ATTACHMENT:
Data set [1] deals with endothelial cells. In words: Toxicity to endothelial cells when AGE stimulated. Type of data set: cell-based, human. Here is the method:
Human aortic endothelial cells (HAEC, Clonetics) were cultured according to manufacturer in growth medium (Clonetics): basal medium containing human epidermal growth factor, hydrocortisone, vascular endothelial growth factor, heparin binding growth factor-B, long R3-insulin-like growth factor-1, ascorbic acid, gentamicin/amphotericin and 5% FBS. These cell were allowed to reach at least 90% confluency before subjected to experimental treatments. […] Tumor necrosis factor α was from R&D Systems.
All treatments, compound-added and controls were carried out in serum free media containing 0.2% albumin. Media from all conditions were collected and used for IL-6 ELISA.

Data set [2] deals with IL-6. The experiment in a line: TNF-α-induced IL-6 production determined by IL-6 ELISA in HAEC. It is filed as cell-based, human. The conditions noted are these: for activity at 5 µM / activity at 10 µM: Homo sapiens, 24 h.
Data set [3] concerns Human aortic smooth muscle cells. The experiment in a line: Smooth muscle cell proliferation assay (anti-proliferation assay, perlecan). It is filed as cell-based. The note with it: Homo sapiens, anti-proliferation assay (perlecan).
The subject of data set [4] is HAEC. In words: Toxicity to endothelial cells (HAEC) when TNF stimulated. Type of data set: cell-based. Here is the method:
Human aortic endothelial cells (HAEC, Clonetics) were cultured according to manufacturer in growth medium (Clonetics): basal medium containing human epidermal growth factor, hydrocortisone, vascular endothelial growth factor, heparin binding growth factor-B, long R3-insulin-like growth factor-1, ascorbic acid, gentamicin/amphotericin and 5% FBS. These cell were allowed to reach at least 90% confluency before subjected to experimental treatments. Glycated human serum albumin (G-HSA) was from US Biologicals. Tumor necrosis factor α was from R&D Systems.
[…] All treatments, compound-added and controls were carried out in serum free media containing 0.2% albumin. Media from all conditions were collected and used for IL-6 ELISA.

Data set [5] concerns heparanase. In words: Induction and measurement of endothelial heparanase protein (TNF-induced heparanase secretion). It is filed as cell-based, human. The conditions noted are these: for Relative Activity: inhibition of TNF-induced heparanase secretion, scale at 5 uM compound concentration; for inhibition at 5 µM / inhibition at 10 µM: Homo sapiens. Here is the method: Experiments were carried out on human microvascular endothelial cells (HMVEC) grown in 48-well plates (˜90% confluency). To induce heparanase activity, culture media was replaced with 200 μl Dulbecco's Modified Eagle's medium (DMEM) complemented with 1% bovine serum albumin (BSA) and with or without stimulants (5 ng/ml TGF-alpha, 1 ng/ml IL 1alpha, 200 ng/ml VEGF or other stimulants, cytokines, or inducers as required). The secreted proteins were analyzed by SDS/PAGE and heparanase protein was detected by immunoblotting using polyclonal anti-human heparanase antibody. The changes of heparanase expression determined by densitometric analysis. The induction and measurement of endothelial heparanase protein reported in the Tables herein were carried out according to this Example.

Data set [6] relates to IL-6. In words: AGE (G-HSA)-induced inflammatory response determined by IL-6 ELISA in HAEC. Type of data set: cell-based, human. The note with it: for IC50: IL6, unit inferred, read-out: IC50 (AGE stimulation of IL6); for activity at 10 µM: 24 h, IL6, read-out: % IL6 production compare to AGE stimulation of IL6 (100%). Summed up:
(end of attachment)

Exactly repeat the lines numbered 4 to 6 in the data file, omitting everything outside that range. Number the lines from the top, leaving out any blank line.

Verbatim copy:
Data set [2] deals with IL-6. The experiment in a line: TNF-α-induced IL-6 production determined by IL-6 ELISA in HAEC. It is filed as cell-based, human. The conditions noted are these: for activity at 5 µM / activity at 10 µM: Homo sapiens, 24 h.
Data set [3] concerns Human aortic smooth muscle cells. The experiment in a line: Smooth muscle cell proliferation assay (anti-proliferation assay, perlecan). It is filed as cell-based. The note with it: Homo sapiens, anti-proliferation assay (perlecan).
The subject of data set [4] is HAEC. In words: Toxicity to endothelial cells (HAEC) when TNF stimulated. Type of data set: cell-based. Here is the method: